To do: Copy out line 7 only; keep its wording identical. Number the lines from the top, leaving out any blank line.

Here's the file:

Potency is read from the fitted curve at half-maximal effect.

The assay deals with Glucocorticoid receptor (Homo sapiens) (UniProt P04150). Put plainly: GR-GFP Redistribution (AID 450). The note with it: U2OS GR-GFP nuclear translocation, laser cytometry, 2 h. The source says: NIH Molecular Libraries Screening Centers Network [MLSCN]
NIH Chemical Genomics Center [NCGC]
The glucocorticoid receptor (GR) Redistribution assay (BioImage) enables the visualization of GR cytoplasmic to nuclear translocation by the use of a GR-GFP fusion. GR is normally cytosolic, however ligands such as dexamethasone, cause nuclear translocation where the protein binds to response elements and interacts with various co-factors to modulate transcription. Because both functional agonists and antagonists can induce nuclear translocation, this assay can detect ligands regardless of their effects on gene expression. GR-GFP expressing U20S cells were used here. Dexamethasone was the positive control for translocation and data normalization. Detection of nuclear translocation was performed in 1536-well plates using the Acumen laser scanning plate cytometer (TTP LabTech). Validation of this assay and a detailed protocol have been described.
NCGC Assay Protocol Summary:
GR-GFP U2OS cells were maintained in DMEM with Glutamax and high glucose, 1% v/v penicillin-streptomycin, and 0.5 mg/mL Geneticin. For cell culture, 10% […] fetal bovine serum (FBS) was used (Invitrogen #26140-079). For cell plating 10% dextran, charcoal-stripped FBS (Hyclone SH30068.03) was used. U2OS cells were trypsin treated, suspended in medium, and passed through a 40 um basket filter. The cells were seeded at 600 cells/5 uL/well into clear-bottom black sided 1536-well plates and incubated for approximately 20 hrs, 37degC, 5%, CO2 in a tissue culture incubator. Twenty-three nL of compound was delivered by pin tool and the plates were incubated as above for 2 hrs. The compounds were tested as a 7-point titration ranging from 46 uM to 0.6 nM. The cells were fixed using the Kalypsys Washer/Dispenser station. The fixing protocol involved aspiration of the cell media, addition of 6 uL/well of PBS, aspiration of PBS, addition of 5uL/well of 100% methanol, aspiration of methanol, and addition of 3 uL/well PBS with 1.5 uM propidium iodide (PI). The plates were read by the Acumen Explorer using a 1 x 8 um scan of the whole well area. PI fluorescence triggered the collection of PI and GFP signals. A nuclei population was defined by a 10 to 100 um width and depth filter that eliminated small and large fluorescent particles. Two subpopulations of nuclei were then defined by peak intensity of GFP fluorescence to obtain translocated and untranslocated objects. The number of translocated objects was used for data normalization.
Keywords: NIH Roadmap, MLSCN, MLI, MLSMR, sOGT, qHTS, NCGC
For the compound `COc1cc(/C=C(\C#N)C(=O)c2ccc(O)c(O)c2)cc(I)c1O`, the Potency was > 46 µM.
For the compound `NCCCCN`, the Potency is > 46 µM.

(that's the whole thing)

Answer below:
Keywords: NIH Roadmap, MLSCN, MLI, MLSMR, sOGT, qHTS, NCGC